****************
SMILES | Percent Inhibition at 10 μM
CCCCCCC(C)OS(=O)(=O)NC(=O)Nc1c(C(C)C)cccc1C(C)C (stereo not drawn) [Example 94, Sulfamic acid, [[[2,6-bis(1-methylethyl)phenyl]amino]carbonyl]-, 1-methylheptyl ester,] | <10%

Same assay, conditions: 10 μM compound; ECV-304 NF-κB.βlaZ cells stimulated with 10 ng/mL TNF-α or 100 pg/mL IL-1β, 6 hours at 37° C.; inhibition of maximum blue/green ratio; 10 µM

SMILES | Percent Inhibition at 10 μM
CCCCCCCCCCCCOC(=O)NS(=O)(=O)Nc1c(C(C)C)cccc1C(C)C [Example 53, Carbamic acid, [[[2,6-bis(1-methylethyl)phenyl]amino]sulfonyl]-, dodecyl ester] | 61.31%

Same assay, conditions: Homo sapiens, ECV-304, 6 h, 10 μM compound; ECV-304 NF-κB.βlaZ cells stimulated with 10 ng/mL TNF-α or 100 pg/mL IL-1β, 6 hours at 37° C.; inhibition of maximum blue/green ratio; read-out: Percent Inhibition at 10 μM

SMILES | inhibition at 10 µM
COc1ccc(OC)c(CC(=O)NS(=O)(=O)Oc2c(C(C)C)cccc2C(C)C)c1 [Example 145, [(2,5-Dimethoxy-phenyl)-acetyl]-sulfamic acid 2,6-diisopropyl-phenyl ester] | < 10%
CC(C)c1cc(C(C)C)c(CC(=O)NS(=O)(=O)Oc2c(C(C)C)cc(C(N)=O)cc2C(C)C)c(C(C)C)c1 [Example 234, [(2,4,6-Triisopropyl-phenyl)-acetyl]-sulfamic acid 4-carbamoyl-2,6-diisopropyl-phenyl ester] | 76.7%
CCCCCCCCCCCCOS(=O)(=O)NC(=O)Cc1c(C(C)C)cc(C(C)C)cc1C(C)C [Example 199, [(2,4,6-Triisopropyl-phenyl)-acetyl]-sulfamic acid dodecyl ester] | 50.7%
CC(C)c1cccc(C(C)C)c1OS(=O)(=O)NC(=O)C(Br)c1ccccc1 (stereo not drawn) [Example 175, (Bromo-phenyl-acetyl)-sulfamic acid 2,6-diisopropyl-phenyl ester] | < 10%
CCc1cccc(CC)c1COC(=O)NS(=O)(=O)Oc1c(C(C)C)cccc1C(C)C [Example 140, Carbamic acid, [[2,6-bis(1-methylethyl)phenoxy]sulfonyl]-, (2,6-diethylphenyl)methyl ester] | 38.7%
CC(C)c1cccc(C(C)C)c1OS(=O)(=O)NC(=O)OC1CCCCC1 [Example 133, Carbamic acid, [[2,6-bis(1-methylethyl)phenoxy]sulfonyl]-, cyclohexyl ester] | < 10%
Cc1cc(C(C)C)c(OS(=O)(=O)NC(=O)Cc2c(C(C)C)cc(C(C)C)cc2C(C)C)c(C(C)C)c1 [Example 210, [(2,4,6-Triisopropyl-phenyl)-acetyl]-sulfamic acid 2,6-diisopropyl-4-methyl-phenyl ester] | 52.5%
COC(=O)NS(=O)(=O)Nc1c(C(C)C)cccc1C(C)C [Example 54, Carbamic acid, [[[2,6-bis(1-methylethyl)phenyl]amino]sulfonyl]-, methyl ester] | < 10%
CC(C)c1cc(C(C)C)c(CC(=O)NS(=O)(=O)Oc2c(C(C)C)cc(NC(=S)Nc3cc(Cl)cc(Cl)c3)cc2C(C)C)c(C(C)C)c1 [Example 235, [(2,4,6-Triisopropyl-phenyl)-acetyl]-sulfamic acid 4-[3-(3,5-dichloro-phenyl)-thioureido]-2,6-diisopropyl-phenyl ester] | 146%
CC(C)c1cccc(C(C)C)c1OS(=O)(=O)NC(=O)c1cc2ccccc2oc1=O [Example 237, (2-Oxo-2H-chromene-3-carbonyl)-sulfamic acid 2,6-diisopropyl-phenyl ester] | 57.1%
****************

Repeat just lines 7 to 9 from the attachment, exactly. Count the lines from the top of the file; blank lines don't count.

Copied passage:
SMILES | inhibition at 10 µM
COc1ccc(OC)c(CC(=O)NS(=O)(=O)Oc2c(C(C)C)cccc2C(C)C)c1 [Example 145, [(2,5-Dimethoxy-phenyl)-acetyl]-sulfamic acid 2,6-diisopropyl-phenyl ester] | < 10%
CC(C)c1cc(C(C)C)c(CC(=O)NS(=O)(=O)Oc2c(C(C)C)cc(C(N)=O)cc2C(C)C)c(C(C)C)c1 [Example 234, [(2,4,6-Triisopropyl-phenyl)-acetyl]-sulfamic acid 4-carbamoyl-2,6-diisopropyl-phenyl ester] | 76.7%